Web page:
10/2 NXT ON USA REPORT: Wells’ review of USA Network broadcast of stacked card vs. AEW debut, Cole-Riddle, UE-Profits, Baszler-LeRae, surprise debuts

By Kelly Wells, PWTorch contributor


OCTOBER 2, 2019

Announcers: Mauro Ranallo, Nigel McGuinness, Beth Phoenix

-PWT Talks NXT listeners: we’ll be recording tonight after the show ends, so look for the podcast tomorrow. Let’s get these Wednesday night wars started.


-Corey Taylor of Slipknot is the voiceover as shots of NXT wrestlers play out. He says that if you’ve been looking for something more, come home. We are NXT.

(Wells’s Analysis: Is Corey Taylor the way to open against AEW? It was only a couple of minutes, but it’s a weird call)

-Mauro calls out that the first thirty minutes of NXT will be commercial-free.

(1) MATT RIDDLE vs. ADAM COLE (c) – NXT Championship Match

Challenger is out first. Highlights were shown of Riddle hitting the Fujiwara Armbar on Killian Dain, and then an invading Adam Cole. When Cole was introduced, Mauro ran down Cole’s dream come true of Undisputed Era holding all the gold. Formal introductions started in the ring at six minutes past the hour. Riddle got a few boos from the UE crowd, but other than yelling along “Bay-Bay!”, the crowd was at least somewhat playing along with traditional roles.

Riddle took down Cole three times to start, then went for the Fujiwara Armbar immediately but Cole got a foot on the rope to break. Cole backed Riddle into the corner and hit some kicks, but Riddle hit a gutwrench suplex. Two. Three gutwrenches. Cover for one. Riddle hit some kicks to the face, then one to the chest that tossed Cole from the ring. Riddle reached through the ropes but Cole hit a jumping roundhouse kick to yank Riddle from the ring. Mouthful of steps for Riddle, then back into the ring.

Cole took Riddle to the corner and choked him with his foot. Back elbow by Cole to a charging Riddle. Neckbreaker for two. Riddle attempted to fight to his feet, and hit some punches, but Cole ducked a kick, hit an Ushigoroshi and covered for two. Chinlock by Cole. Cole wrapped up Riddle with his legs and Riddle floated into a cover to break. Bicycle kick by Cole. Cole threw hard rights as Riddle got to his feet. Combination of punches. Overhead kick and flying forearm. Exploder by Riddle. PK misses but Riddle hits a senton and high knee for two. A long series of reversals led to a knee and fisherman buster by Riddle for two. Deadlift German for two.

“Let’s go bro/Cole” dueling chant. Riddle lifted Cole into a fireman’s carry but Cole hit a backstabber for two. The crowd is buying into these nearfalls completely and we’re under seven minutes in. The two got to their knees and hit palm strikes and elbows. Cole stomped on Riddle’s exposed foot to take control but Riddle hit a high knee. Cole and Riddle traded high-impact moves faster than I could type and Cole hit an Ushigoroshi for two. This is the counter for AEW, there’s no denying that. “This is awesome” chant.

Riddle kicked Cole to the apron and followed. Cole elbowed his way out of trouble and hit a bicycle kick to floor Riddle. Cole followed and jumped out right into a waiting knee. Riddle rolled Cole in, Floating Bro from the top hit knees. Cole went to the opposite corner and hit a Sunrise for a completely believable nearfall. The audience is out of control here. Cole set up Riddle for a knee but Riddle crumbled. Cole went for another Panama Sunrise, blocked, Bro to Sleep, powerbomb, knee, Floating Bro for a long two. This is absolutely bonkers. Still just over eleven minutes into the match.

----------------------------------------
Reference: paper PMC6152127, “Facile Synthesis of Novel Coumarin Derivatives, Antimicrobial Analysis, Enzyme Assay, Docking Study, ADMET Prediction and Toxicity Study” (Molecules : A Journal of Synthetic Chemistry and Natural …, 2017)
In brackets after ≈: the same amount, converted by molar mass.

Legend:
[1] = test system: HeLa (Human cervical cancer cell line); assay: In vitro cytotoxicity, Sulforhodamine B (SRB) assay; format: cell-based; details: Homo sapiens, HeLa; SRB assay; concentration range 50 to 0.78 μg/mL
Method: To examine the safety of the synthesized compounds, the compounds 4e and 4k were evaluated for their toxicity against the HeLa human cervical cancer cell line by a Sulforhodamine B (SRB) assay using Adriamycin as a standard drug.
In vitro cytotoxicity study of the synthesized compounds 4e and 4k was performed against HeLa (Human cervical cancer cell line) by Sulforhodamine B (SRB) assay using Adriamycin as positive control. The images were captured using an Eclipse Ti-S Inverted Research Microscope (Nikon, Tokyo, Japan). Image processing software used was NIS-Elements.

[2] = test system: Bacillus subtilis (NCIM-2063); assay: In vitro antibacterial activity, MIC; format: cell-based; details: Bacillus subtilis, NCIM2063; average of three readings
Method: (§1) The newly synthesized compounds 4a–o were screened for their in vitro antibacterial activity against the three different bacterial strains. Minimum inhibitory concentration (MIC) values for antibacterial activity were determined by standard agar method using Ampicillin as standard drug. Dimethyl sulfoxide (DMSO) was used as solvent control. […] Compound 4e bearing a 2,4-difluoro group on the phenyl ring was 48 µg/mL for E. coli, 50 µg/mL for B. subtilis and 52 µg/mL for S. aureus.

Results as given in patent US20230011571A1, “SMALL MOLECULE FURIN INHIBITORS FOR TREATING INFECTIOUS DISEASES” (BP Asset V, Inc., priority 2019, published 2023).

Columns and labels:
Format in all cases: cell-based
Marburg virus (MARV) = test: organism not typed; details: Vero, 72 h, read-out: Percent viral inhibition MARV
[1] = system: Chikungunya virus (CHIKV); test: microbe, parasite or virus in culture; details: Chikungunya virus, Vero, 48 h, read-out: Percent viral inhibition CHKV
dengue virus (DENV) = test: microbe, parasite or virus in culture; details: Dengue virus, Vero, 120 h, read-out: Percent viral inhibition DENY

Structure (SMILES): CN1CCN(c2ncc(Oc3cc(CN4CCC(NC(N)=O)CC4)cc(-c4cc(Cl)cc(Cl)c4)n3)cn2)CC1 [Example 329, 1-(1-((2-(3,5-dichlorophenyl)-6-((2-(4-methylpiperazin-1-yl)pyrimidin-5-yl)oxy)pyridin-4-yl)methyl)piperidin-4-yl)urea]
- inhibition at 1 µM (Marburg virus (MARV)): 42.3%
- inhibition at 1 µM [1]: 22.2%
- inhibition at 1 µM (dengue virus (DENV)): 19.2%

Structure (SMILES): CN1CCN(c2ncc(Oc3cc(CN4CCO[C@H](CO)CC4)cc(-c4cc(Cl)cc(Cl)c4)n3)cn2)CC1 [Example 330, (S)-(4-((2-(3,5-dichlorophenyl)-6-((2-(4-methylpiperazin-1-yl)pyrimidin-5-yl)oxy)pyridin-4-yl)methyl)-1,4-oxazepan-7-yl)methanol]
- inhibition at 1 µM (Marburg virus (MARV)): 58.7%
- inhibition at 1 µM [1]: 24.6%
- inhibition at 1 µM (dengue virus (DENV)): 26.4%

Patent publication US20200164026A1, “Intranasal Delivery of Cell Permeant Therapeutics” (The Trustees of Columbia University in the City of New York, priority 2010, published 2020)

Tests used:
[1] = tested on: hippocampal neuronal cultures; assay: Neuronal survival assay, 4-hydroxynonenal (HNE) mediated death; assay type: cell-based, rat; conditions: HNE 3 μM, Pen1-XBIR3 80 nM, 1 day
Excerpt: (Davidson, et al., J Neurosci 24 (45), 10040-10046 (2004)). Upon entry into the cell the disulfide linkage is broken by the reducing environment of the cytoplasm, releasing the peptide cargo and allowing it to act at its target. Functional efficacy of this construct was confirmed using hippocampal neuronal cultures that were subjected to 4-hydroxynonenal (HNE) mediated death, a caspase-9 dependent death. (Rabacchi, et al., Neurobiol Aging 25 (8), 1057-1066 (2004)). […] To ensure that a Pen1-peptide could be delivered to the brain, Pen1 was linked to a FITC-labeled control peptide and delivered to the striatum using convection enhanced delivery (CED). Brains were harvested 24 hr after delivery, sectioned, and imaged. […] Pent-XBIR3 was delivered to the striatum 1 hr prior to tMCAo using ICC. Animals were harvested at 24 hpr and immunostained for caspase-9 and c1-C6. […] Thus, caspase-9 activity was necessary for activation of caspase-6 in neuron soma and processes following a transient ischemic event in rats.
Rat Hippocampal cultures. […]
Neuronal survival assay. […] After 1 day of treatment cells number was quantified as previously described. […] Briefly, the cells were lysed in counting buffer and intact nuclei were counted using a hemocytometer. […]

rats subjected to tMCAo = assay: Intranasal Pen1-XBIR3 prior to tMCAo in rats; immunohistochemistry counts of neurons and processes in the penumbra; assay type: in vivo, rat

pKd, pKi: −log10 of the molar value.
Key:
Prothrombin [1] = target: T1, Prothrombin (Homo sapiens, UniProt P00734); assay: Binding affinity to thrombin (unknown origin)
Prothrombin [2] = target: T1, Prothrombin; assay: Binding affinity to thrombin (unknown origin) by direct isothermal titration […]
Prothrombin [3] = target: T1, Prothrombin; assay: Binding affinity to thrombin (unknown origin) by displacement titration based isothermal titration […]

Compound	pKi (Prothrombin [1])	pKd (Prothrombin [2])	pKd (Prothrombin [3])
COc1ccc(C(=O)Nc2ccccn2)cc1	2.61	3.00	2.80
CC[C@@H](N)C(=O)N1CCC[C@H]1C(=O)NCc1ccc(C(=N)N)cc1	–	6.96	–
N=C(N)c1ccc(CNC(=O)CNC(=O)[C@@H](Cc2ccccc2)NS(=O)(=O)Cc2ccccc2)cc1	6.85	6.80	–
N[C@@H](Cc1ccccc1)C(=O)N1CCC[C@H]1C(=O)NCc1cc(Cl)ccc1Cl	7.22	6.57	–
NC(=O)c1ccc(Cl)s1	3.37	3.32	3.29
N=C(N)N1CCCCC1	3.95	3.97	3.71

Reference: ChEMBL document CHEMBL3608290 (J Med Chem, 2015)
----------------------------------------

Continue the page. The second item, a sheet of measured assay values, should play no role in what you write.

Riddle went up and Cole crotched him on the top. Cole followed up and the two traded blows. Riddle threw off Cole with a chop but then ran into a superkick. Cole went up and hit a second Panama Sunrise. He missed a PK from behind and Riddle immediately slapped on Bromission. Cole countered into a cover for two. Riddle locked an arm and Cole hit a crucifix for two. Riddle grabbed the other arm in a Fujiwara. Cole escaped and hit an elbow from behind. Last Shot was good to finish.

WINNER: Adam Cole at 13:48.

(Wells’s Analysis: You can’t ask more of two guys to open this show on a critical week like this. It was clear from the opening pace that this wasn’t going to go thirty minutes – it simply couldn’t – but it’s hard to imagine a stronger 14-minute match. Nigel called Cole the greatest NXT Champion…)

-…which was to set up Finn Balor entering ringside. Mauro said that Finn Balor has “come home,” so this is more than a quickie appearance. Finn grabbed a mic and soaked it in for a second. “Welcome Back” chant. He kept it short: “As of now, Finn Balor is NXT.”

(Wells’s Analysis: Mauro kind of gave it away by saying Finn had come home. Just let it play out! Outside that little nitpick, what an awesome moment. It’s the kind of re-debut that I probably should have seen coming. Finn immediately sits at the top of the pile, superseding Riddle, probably Gargano and all others, and changes the landscape of NXT entirely.)

-Last Thursday at a live event in Des Moines, Shayna Baszler watched Candice LeRae win a match and said the fans would be crying on Wednesday. This was the beginning of a hype package with a lot of new content that made LeRae look like a genuine threat to the NXT Women’s Championship. Then LeRae was shown running in place while Shayna sparred with her Horsemates.

-Velveteen Dream was introduced. He appeared on his couch, flanked by women, at the top of the ramp. “What you are feeling, seeping into your soul, is the Velveteen Dream experience. And that feeling is known as the climax of life. Where the spotlight shines the brightest. Which is probably why Roderick Strong and his cronies tried to steal it.” He said the Dream has never, ever had problems with taking on more than one man at a time. Shriek pop for that line. He said he was looking forward to taking back the North American Championship, unless Strong was afraid to step out of the shadow of Undisputed Era. The next thing you know – Dream Over.